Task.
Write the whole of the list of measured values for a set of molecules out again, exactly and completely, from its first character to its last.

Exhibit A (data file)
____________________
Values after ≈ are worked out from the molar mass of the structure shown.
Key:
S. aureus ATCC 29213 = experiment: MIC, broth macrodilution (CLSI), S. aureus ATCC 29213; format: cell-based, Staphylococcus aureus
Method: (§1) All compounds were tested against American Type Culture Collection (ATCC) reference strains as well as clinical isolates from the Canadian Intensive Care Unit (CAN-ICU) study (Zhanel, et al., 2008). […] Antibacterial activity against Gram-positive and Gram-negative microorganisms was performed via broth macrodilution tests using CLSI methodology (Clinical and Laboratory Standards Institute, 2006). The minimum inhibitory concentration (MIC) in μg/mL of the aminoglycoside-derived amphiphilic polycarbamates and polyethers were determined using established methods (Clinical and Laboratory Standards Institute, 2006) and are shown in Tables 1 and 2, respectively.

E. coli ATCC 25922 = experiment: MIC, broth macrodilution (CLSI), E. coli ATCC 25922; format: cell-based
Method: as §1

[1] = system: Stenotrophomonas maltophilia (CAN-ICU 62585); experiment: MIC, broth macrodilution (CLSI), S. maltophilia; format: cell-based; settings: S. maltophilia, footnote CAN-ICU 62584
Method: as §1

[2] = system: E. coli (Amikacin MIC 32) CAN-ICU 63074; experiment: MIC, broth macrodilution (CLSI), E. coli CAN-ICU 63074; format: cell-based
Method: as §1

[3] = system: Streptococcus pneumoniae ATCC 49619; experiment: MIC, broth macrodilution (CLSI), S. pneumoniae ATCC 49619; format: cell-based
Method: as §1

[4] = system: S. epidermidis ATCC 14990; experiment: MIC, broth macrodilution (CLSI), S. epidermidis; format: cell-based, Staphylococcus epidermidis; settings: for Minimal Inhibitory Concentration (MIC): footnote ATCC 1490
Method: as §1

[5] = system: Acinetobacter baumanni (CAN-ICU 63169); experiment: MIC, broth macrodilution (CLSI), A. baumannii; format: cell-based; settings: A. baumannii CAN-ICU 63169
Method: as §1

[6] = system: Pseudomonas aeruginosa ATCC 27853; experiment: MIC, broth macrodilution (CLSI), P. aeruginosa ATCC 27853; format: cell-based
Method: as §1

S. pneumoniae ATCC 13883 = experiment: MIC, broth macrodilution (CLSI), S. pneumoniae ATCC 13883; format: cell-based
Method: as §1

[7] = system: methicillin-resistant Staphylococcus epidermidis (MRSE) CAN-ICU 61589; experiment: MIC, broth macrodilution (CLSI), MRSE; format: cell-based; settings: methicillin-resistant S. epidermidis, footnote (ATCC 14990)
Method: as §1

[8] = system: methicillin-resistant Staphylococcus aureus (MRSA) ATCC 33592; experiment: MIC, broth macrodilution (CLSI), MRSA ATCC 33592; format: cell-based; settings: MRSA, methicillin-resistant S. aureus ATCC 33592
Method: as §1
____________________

Values after ≈ are worked out from the molar mass of the structure shown.
Key:
S. aureus ATCC 29213 = experiment: MIC, broth macrodilution (CLSI), S. aureus ATCC 29213; format: cell-based, Staphylococcus aureus
Method: (§1) All compounds were tested against American Type Culture Collection (ATCC) reference strains as well as clinical isolates from the Canadian Intensive Care Unit (CAN-ICU) study (Zhanel, et al., 2008). […] Antibacterial activity against Gram-positive and Gram-negative microorganisms was performed via broth macrodilution tests using CLSI methodology (Clinical and Laboratory Standards Institute, 2006). The minimum inhibitory concentration (MIC) in μg/mL of the aminoglycoside-derived amphiphilic polycarbamates and polyethers were determined using established methods (Clinical and Laboratory Standards Institute, 2006) and are shown in Tables 1 and 2, respectively.

E. coli ATCC 25922 = experiment: MIC, broth macrodilution (CLSI), E. coli ATCC 25922; format: cell-based
Method: as §1

[1] = system: Stenotrophomonas maltophilia (CAN-ICU 62585); experiment: MIC, broth macrodilution (CLSI), S. maltophilia; format: cell-based; settings: S. maltophilia, footnote CAN-ICU 62584
Method: as §1

[2] = system: E. coli (Amikacin MIC 32) CAN-ICU 63074; experiment: MIC, broth macrodilution (CLSI), E. coli CAN-ICU 63074; format: cell-based
Method: as §1

[3] = system: Streptococcus pneumoniae ATCC 49619; experiment: MIC, broth macrodilution (CLSI), S. pneumoniae ATCC 49619; format: cell-based
Method: as §1

[4] = system: S. epidermidis ATCC 14990; experiment: MIC, broth macrodilution (CLSI), S. epidermidis; format: cell-based, Staphylococcus epidermidis; settings: for Minimal Inhibitory Concentration (MIC): footnote ATCC 1490
Method: as §1

[5] = system: Acinetobacter baumanni (CAN-ICU 63169); experiment: MIC, broth macrodilution (CLSI), A. baumannii; format: cell-based; settings: A. baumannii CAN-ICU 63169
Method: as §1

[6] = system: Pseudomonas aeruginosa ATCC 27853; experiment: MIC, broth macrodilution (CLSI), P. aeruginosa ATCC 27853; format: cell-based
Method: as §1

S. pneumoniae ATCC 13883 = experiment: MIC, broth macrodilution (CLSI), S. pneumoniae ATCC 13883; format: cell-based
Method: as §1

[7] = system: methicillin-resistant Staphylococcus epidermidis (MRSE) CAN-ICU 61589; experiment: MIC, broth macrodilution (CLSI), MRSE; format: cell-based; settings: methicillin-resistant S. epidermidis, footnote (ATCC 14990)
Method: as §1

[8] = system: methicillin-resistant Staphylococcus aureus (MRSA) ATCC 33592; experiment: MIC, broth macrodilution (CLSI), MRSA ATCC 33592; format: cell-based; settings: MRSA, methicillin-resistant S. aureus ATCC 33592
Method: as §1